Motivation The process of starting, directing, and maintaining physical and psychological
activities; includes mechanisms involved in preferences for one activity over another and the
vigor and persistence of responses.
Emotion A complex pattern of changes, including physiological arousal, feelings, cognitive
processes, and behavioral reactions, made in response to a situation perceived to be personally
Instincts Preprogrammed tendencies that are essential to a species's survival.
Drives Internal states that arise in response to a disequilibrium in an animal's physiological
Needs: A condition or situation in which something is required or wanted. Give direction to
Reinforcer Any stimulus that, when made contingent upon a response, increases the probability
of that response.
Conditioned reinforcers In classical conditioning, formerly neutral stimuli that have become
Conditioned response (CR) In classical conditioning, a response elicited by some previously
neutral stimulus that occurs as a result of pairing the neutral stimulus with an unconditioned
Conditioned stimulus (CS) In classical conditioning, a previously neutral stimulus that comes to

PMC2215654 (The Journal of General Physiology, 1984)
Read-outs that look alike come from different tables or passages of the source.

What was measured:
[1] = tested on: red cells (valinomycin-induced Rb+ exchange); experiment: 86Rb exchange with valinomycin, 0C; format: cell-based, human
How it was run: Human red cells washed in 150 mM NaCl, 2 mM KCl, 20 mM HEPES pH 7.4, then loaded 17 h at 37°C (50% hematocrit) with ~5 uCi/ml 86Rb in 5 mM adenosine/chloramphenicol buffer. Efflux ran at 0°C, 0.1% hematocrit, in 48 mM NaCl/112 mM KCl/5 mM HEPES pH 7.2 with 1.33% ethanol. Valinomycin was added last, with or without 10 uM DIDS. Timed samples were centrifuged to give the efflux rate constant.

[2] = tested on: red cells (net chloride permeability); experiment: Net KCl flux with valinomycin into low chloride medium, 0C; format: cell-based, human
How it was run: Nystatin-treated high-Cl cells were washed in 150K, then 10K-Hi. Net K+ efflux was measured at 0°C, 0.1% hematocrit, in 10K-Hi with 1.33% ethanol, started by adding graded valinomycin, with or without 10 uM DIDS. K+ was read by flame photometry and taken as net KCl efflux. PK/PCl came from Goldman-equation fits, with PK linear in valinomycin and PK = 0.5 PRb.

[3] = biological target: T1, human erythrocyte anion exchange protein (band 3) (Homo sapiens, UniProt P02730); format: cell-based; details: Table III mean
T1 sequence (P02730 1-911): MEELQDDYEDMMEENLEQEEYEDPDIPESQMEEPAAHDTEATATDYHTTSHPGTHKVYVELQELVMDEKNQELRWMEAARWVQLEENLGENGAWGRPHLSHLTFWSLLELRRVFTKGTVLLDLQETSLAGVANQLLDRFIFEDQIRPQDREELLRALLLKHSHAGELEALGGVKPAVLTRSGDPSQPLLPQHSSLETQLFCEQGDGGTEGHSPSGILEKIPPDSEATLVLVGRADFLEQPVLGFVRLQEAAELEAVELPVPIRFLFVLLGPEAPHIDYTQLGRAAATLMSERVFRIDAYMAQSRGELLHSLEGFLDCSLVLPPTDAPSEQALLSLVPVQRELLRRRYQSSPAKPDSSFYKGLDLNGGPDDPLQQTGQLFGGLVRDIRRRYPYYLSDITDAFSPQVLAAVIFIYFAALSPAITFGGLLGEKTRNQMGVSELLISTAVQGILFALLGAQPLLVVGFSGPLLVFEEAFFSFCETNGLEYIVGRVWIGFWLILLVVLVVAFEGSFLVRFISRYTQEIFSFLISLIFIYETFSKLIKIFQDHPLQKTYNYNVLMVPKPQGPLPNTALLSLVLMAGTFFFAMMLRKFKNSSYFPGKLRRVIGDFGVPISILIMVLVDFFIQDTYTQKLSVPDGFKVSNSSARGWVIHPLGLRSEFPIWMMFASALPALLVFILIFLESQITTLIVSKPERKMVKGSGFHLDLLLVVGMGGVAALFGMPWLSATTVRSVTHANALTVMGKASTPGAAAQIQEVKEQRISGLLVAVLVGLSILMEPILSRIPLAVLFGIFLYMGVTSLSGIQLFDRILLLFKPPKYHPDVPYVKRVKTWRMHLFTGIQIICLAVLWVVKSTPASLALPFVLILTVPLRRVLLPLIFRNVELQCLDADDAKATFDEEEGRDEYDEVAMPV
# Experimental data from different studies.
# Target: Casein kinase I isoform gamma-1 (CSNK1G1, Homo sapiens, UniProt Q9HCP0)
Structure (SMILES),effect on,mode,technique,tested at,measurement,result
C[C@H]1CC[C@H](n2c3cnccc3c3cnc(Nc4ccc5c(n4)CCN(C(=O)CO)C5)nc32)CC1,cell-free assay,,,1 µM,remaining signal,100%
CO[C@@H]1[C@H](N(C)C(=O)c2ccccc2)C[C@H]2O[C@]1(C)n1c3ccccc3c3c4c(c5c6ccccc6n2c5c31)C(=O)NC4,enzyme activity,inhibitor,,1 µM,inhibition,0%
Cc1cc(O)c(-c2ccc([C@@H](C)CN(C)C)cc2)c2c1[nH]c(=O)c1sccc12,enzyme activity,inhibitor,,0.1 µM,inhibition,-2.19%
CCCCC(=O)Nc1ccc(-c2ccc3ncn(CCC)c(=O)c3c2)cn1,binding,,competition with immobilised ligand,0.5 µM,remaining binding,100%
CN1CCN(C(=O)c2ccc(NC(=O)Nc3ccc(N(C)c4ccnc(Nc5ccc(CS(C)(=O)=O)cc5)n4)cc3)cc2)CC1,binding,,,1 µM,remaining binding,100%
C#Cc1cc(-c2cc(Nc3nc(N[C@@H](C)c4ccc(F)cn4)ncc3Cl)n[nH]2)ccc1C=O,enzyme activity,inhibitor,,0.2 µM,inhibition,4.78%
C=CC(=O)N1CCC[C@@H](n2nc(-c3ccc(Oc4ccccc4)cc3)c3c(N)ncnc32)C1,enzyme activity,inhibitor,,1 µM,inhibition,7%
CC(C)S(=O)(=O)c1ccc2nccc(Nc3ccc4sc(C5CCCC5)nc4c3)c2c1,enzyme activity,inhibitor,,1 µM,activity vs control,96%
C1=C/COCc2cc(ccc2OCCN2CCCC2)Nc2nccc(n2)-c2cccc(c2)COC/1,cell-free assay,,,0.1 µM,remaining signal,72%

elicit a conditioned response.
Food preferences: acquired by enculturation. Children learn both which foods are edible and
which foods taste good. All cultures have preferred foods, which constitute a subset of actual or
possible food sources
Hormones The chemical messengers, manufactured and secreted by the endocrine glands, that
regulate metabolism and influence body growth, mood, and sexual characteristics.
Hypothalamus The brain structure that regulates motivated behavior (such as eating and
drinking) and homeostasis.
Neurotransmitters Chemical messengers released from neurons that cross the synapse from
one neuron to another, stimulating the postsynaptic neuron.
Stereotypes Generalizations about a group of people in which the same characteristics are
assigned to all members of a group.
Contingency management A general treatment strategy involving changing behavior by
modifying its consequences. Volition or will is the cognitive process by which an individual decides on and commits to a
particular course of action. It is defined as purposive striving and is one of the primary human
psychological functions. Others include affection (affect or feeling), motivation (goals and
expectations), and cognition (thinking). Volitional processes can be applied consciously or they
can be automatized as habits over time.
Mind is the set of cognitive faculties that enables consciousness, perception, thinking,
judgement, and memory—a characteristic of humans, but which also may apply to other life
temperament refers to those aspects